Last night, I was at the University of Leicester, reading to a forum of post-graduate creative writing students. It was a thoroughly enjoyable evening - the reading went well, and the three papers presented by students were extremely thought-provoking.
The first, by Michelle Fossey, was an extract from a novel in progress which is centred on one subject I'm fascinated by (religious cults) while analysing another (the clarity and transparency, or lack of it, of language). She also mentioned something that intrigues me - the tension that arises when conducting a solitary, private activity - writing - in an academic, supervised environment. Of course, that says something about my own writing methods and/or expectations, as there's no reason why writing should be solitary or private, but it set me thinking.
Gail Knight (I think I've got the name right) read an extract from her children's novella - as one of the other guests pointed out, even though it wasn't the sort of thing I'd expected to appeal to me, I found myself wanting to know what happened next, which I'd guess is what any writer of fiction wants more than anything.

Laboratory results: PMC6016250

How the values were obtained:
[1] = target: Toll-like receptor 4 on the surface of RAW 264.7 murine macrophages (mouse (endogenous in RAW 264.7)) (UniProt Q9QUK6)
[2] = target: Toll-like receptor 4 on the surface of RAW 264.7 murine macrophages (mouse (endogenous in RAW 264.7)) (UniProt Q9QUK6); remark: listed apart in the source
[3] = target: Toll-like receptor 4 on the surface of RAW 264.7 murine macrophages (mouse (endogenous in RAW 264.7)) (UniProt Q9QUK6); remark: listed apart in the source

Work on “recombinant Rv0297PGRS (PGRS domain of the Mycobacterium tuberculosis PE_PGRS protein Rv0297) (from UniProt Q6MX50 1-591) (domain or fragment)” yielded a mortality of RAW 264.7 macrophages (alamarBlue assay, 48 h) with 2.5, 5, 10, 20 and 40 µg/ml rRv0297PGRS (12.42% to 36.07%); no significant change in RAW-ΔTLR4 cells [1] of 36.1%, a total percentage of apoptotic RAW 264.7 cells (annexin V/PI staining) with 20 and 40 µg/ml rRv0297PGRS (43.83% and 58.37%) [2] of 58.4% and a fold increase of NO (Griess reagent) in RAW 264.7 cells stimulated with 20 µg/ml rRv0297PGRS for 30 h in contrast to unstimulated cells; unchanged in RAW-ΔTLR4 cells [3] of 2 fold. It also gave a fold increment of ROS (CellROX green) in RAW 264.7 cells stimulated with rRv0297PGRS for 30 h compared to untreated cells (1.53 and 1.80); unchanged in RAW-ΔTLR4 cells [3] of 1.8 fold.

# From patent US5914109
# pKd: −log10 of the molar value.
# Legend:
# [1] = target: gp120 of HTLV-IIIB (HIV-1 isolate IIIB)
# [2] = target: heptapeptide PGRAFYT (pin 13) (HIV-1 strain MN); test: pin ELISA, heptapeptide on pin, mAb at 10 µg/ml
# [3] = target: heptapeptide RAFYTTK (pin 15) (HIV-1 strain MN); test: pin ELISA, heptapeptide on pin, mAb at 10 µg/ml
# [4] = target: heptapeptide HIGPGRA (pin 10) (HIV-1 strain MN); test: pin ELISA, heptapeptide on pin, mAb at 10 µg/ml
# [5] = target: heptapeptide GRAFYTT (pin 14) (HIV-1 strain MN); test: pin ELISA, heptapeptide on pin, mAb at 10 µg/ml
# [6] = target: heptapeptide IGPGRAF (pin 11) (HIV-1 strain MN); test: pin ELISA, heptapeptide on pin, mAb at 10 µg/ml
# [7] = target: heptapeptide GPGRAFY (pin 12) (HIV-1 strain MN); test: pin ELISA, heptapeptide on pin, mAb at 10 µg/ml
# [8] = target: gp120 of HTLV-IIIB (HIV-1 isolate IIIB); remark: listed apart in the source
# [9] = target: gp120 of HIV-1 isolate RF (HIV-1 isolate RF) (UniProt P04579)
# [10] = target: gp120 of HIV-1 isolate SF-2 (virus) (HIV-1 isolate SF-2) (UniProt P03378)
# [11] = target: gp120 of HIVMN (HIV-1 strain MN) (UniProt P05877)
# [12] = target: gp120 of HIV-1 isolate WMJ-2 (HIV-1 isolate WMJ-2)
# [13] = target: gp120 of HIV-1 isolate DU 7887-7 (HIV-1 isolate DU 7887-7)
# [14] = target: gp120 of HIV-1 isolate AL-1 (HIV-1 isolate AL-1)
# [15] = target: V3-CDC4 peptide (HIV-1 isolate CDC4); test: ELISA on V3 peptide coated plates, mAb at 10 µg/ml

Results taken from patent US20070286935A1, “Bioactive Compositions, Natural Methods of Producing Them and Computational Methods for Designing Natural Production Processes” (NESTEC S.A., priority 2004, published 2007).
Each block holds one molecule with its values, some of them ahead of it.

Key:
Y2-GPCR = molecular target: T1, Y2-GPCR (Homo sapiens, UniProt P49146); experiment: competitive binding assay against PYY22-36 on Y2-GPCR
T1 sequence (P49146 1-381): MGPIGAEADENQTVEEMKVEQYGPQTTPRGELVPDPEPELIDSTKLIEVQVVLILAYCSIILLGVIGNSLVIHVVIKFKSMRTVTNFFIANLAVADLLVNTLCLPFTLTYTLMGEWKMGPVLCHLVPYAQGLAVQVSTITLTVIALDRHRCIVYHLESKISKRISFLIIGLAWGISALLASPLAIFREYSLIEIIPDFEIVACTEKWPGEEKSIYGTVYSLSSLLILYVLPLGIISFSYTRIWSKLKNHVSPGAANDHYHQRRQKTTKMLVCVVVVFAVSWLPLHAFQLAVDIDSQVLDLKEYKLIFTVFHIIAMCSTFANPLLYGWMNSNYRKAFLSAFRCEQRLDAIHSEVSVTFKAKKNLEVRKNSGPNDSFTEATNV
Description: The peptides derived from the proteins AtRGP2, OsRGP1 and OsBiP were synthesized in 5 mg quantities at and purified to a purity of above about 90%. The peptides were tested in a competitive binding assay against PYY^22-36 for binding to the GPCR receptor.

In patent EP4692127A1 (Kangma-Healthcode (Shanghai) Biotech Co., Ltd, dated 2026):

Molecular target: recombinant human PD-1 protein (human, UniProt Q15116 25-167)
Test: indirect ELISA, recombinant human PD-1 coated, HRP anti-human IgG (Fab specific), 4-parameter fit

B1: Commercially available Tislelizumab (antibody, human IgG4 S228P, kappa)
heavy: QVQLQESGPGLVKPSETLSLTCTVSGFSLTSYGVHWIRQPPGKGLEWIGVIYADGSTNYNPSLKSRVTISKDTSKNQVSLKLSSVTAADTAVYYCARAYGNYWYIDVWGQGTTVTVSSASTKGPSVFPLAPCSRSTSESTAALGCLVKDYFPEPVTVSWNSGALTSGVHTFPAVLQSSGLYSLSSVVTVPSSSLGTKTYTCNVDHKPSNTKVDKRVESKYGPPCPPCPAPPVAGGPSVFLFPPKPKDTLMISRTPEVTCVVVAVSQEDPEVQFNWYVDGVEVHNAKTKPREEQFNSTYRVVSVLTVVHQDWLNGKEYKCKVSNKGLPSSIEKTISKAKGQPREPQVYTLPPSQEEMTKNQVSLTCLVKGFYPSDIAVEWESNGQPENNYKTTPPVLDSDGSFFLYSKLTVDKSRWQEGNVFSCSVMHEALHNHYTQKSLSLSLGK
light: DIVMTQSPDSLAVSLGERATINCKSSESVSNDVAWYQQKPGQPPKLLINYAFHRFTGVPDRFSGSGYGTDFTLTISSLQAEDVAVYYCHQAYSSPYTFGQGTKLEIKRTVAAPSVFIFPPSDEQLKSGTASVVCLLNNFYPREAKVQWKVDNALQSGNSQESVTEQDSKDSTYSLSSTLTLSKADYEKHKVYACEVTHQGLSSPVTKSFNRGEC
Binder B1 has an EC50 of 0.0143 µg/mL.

Finally, Gwynne Harries read a number of his own poems as part of a look at the poetry of identity, and specfically dual identity (he's an English-speaking Welshman). My own mother's Welsh, so it's something I'm very interested in, and Gwynne also set me off looking into some of the traditional Welsh verse forms he touched on (I've tried the odd englyn in the past, but there's a lot more to discover), plus Rolfe Humphries, a relatively neglected literary figure these days.
Heartfelt thanks go to Rory Waterman (a very fine poet, and the man behind the excellent New Walk magazine) for his kindness in inviting me, and for the splendid curry at Kayal.